Occurrence of Selected Pesticides and PCPs in Surface Water Receiving Untreated Discharge in Pakistan
Received Date: Aug 21, 2017 / Accepted Date: Aug 28, 2017 / Published Date: Sep 03, 2017
This study investigated the presence of four pesticides (carbaryl, methomyl, carbofuran and chlorpyrifos) and two personal care products (PCPs) i.e., triclosan (TCS) and caffeine in River Kabul, upper River Indus and Kalpani stream receiving untreated wastewater from major towns in northern Pakistan. PCPs were also examined in domestic wastewater in Mardan district, Pakistan with untreated sewage disposal as common elsewhere in the country. Analysis were performed using liquid chromatography with a triple quadrupole tandem mass spectrometry (LC-MS/MS). All the target pesticides were detected in surface water bodies and in domestic sewage in various concentrations. Methomyl in River Kabul at maximum concentration of 8.3 μg/L was found above its reported LC50 for water fleas. PCPs level in sewage were comparable to other countries but in the absence of any treatment practice, environmental discharge to water bodies was higher by many orders of magnitude compared to treated effluent. Eco-toxicological risk assessment revealed a risk quotient (RQ) of >1 for methomyl, chlorpyrifos and carbofuran for water fleas and fish in River Kabul, River Indus and Kalpani stream and TCS for algae in Kalpani indicating a serious toxicity risk to aquatic organisms in these rivers.
Keywords: Emerging contaminants; Pesticides; Personal care products; Endocrine disrupting chemicals; Environmental risk; Untreated water
Water bodies receive wastewater from different sources in treated and untreated form that contain a variety of physicochemical and biological constituents. In recent years, the presence of trace organic contaminants in surface water has gained increased attention due to their harmful effects in very small concentrations. A broad group of organic chemicals in personal care products (PCPs) and pesticides are amongst the prominent of these emerging micro-pollutants due to their wide ranging eco-toxicological effects and endocrine disrupting potential in living organisms . Recent studies have shown that organic compounds of pesticides and PCPs origin have been frequently detected in aquatic environments around the world such as in the United States, China, Taiwan, Japan, Spain, Netherland, Germany and Canada [2-7]. In Pakistan, PCPs and pesticides are extensively used in domestic, industrial and agricultural sectors. Wastewater from these sources is discharged without proper treatment, allowing these chemicals to enter into water channels and streams and leach into soil or groundwater . The contaminated surface water is further used for agricultural and domestic purposes posing a risk to human health and ecosystem while also entering the food chain. On the other hand, research on prevalence of such compounds in aquatic environment in Pakistan is limited. Few studies have reported the presence of pesticides such as dichloro diphenyl trichloroethane (DDT), cyclodiens, hexa chlorocylo hexane (HCHs) and poly chlorinated biphenyls (PCBs) in water bodies and in agriculture products such as dairy milk, vegetables and fruits [9-11]. Whereas, occurrence of many other pesticides and PCPs that are extensively used in Pakistan have received little attention.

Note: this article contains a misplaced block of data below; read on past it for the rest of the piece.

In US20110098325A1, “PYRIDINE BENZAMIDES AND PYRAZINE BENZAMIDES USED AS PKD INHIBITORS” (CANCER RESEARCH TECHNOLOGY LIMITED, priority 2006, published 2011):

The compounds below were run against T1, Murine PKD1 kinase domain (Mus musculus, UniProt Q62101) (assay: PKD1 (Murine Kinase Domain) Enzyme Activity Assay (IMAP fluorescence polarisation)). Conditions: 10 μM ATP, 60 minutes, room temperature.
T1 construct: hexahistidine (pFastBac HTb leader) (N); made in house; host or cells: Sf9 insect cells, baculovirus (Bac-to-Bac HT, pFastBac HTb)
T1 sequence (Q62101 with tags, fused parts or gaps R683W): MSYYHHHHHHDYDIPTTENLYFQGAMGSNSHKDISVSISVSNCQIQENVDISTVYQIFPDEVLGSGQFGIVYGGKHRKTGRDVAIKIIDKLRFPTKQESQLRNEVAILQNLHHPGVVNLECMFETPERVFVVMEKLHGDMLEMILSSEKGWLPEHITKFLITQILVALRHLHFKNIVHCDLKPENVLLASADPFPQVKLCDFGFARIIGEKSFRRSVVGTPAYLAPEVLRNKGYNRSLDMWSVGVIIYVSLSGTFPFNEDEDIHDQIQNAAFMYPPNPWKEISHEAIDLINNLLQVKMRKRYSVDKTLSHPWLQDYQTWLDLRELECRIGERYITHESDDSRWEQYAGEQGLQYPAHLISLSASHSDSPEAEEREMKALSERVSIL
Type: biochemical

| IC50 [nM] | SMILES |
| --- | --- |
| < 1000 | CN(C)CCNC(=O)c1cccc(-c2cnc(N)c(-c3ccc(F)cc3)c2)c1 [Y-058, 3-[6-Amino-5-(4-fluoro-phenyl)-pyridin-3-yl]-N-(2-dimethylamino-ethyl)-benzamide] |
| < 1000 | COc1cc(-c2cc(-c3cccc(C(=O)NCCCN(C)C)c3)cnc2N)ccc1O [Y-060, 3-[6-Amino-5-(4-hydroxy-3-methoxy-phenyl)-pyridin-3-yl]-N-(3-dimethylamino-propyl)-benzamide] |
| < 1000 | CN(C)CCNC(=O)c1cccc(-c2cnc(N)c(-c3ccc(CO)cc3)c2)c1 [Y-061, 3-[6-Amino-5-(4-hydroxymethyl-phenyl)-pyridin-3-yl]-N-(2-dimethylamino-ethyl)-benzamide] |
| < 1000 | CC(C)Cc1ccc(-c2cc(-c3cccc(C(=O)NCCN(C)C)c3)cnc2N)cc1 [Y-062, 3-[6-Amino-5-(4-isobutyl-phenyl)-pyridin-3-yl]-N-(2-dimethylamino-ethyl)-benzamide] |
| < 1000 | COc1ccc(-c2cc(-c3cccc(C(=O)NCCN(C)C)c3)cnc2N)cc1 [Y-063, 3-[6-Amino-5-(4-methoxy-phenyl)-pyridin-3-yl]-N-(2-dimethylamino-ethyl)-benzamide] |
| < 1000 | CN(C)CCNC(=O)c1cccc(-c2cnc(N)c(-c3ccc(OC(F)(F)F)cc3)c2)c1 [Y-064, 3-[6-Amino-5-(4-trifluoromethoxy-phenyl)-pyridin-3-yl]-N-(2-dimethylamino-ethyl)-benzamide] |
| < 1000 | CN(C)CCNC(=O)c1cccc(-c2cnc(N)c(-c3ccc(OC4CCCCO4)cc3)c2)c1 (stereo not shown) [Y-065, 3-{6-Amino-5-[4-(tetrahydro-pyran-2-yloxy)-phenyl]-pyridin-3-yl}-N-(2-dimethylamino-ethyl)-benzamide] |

This research investigated the presence of selected PCPs and pesticides in surface water (River Kabul, River Indus and Kalpani stream) and domestic sewage in Mardan city in the north-west Pakistan having similar wastewater disposal practices as other parts of the country. In Mardan, wastewater is discharged untreated into Kalpani stream that falls into River Kabul. River Kabul also receives untreated effluent from other major urban centres in the region and finally joins River Indus. The target compounds included two PCPs (triclosan and caffeine) and four pesticides (carbaryl, methomyl, carbofuran and chlorpyrifos). Triclosan is used as disinfectant in household products such as detergents, mouthwash, soaps, and cosmetics  whereas caffeine is a stimulant . All these chemical species have known toxicity in aquatic environment while some are banned in developed countries such as carbofuran but still used in Pakistan. The objective of this study was to determine the level of these chemicals in the absence of sewage treatment and to assess any eco-toxicological risk to aquatic organisms in the rivers with these chemicals.